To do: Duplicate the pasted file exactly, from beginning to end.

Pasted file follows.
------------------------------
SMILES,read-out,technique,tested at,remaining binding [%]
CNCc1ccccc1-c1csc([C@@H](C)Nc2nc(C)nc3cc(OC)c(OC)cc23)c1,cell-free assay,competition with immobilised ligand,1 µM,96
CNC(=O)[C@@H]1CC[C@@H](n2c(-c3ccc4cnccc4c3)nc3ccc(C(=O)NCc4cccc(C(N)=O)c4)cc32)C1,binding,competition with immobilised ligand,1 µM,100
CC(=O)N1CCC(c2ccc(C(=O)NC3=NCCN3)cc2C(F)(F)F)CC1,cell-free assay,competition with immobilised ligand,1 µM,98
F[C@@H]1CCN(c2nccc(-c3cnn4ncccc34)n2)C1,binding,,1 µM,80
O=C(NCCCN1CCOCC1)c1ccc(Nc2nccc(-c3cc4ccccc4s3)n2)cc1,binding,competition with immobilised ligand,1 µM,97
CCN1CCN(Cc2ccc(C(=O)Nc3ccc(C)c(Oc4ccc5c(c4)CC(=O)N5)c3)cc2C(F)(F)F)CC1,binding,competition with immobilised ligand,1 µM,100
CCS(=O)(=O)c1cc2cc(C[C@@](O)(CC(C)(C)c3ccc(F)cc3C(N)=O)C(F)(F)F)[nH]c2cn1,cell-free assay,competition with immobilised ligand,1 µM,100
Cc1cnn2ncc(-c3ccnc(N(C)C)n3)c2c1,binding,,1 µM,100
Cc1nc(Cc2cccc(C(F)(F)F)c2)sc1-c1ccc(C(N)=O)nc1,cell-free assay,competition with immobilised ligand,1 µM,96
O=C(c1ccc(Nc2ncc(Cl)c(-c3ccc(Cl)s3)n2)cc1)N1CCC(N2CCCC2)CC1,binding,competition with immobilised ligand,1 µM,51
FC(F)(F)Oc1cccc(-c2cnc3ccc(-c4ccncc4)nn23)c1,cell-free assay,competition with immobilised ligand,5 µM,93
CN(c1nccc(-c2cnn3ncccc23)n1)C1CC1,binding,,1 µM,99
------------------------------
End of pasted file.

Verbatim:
SMILES,read-out,technique,tested at,remaining binding [%]
CNCc1ccccc1-c1csc([C@@H](C)Nc2nc(C)nc3cc(OC)c(OC)cc23)c1,cell-free assay,competition with immobilised ligand,1 µM,96
CNC(=O)[C@@H]1CC[C@@H](n2c(-c3ccc4cnccc4c3)nc3ccc(C(=O)NCc4cccc(C(N)=O)c4)cc32)C1,binding,competition with immobilised ligand,1 µM,100
CC(=O)N1CCC(c2ccc(C(=O)NC3=NCCN3)cc2C(F)(F)F)CC1,cell-free assay,competition with immobilised ligand,1 µM,98
F[C@@H]1CCN(c2nccc(-c3cnn4ncccc34)n2)C1,binding,,1 µM,80
O=C(NCCCN1CCOCC1)c1ccc(Nc2nccc(-c3cc4ccccc4s3)n2)cc1,binding,competition with immobilised ligand,1 µM,97
CCN1CCN(Cc2ccc(C(=O)Nc3ccc(C)c(Oc4ccc5c(c4)CC(=O)N5)c3)cc2C(F)(F)F)CC1,binding,competition with immobilised ligand,1 µM,100
CCS(=O)(=O)c1cc2cc(C[C@@](O)(CC(C)(C)c3ccc(F)cc3C(N)=O)C(F)(F)F)[nH]c2cn1,cell-free assay,competition with immobilised ligand,1 µM,100
Cc1cnn2ncc(-c3ccnc(N(C)C)n3)c2c1,binding,,1 µM,100
Cc1nc(Cc2cccc(C(F)(F)F)c2)sc1-c1ccc(C(N)=O)nc1,cell-free assay,competition with immobilised ligand,1 µM,96
O=C(c1ccc(Nc2ncc(Cl)c(-c3ccc(Cl)s3)n2)cc1)N1CCC(N2CCCC2)CC1,binding,competition with immobilised ligand,1 µM,51
FC(F)(F)Oc1cccc(-c2cnc3ccc(-c4ccncc4)nn23)c1,cell-free assay,competition with immobilised ligand,5 µM,93
CN(c1nccc(-c2cnn3ncccc23)n1)C1CC1,binding,,1 µM,99